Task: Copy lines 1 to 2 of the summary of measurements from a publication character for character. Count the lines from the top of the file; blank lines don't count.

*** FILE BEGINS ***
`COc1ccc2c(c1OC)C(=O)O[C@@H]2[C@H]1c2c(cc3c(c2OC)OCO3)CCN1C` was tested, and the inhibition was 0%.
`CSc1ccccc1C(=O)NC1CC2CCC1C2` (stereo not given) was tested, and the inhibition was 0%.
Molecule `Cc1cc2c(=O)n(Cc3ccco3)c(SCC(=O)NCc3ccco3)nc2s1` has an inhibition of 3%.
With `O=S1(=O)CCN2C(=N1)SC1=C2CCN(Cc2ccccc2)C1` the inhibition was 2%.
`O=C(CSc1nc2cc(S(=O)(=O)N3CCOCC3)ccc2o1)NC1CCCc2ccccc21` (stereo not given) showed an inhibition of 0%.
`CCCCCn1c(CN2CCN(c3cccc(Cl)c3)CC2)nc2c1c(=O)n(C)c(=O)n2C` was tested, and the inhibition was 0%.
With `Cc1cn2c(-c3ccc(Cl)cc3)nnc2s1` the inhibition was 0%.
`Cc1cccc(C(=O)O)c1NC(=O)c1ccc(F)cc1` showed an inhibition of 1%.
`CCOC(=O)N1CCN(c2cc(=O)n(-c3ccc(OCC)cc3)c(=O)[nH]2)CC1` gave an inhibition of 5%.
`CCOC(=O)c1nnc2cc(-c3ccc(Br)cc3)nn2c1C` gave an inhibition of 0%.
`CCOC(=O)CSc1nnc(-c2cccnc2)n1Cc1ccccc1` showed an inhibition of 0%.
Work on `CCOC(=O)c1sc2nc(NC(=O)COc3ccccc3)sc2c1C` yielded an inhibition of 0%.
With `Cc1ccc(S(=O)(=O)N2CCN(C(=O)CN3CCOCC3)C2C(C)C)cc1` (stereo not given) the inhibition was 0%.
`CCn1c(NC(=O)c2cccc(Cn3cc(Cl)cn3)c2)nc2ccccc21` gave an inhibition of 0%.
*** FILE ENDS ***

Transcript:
`COc1ccc2c(c1OC)C(=O)O[C@@H]2[C@H]1c2c(cc3c(c2OC)OCO3)CCN1C` was tested, and the inhibition was 0%.
`CSc1ccccc1C(=O)NC1CC2CCC1C2` (stereo not given) was tested, and the inhibition was 0%.